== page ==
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crypto and public policy

Abstinence Education Doesn’t Work

Filed under: Policy — February 1, 2005 @ 4:11 pm

The state of Texas has just discovered that abstinence education doesn’t work. This isn’t surprising to those who have some basic understanding of human biology and psychology (i.e. those who remember their high school sex ed class). But at least now, it’s scientifically established.

So the question that presents itself is fairly straight-forward. If abstinence isn’t changing adolescents’ sexual behavior, shouldn’t we be doing our very best to make sure that the sex they are inevitably having is as safe as it can possibly be? Shouldn’t condoms be easily available to all? Maybe even for free in high schools?

The only reason that might lead someone to answer “no” to these questions is ideology. It’s one of the big issues on the table here. Are we really trying to help people by teaching them the information they need to make their own, truly informed decisions concerning safety? Or are we limiting what we teach in an ideologically-driven attempt to force people to behave in a way which we feel would be more appropriate?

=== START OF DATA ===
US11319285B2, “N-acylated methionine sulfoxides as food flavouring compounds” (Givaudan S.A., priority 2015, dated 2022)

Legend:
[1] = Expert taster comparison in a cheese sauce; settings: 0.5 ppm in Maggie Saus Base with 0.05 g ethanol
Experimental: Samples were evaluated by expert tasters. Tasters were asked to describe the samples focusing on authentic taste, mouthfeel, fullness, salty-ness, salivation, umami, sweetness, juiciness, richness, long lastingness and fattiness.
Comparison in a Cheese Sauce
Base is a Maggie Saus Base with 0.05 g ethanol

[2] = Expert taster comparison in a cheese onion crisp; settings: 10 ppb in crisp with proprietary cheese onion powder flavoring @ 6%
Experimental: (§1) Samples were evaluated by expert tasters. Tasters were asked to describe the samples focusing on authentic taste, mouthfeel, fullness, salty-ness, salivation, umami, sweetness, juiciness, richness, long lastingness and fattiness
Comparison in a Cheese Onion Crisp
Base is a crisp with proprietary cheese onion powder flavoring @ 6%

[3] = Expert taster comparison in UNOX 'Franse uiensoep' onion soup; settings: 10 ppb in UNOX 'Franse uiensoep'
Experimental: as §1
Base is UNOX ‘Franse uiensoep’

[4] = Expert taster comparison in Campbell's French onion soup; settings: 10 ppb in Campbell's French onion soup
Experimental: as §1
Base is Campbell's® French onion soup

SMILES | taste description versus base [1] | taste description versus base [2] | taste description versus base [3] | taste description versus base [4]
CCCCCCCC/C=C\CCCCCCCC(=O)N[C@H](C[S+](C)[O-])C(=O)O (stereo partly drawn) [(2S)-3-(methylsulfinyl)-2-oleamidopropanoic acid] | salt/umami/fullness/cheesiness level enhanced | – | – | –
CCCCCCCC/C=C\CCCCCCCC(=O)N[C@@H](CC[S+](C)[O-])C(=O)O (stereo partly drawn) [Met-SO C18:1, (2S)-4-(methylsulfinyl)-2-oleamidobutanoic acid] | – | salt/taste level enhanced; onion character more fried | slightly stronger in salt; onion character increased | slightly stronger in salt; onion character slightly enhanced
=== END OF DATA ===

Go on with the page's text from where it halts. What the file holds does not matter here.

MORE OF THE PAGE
More and more these days, people are confusing ideology and good policy. The role of science is dismissed in favor of ideology, on some disturbed premise that everything is opinion, and all opinions are equally valid.

Not everything is opinion. There are such things as facts. A number of adolescents will have sex. Condoms help prevent pregnancy and sexually-transmitted diseases with 99% reliability. These are facts. Any policy that ignores fact is just bone-headed ideology. We should demand policies based on fact, science, and a real desire to help people live their lives, not the life we choose for them.

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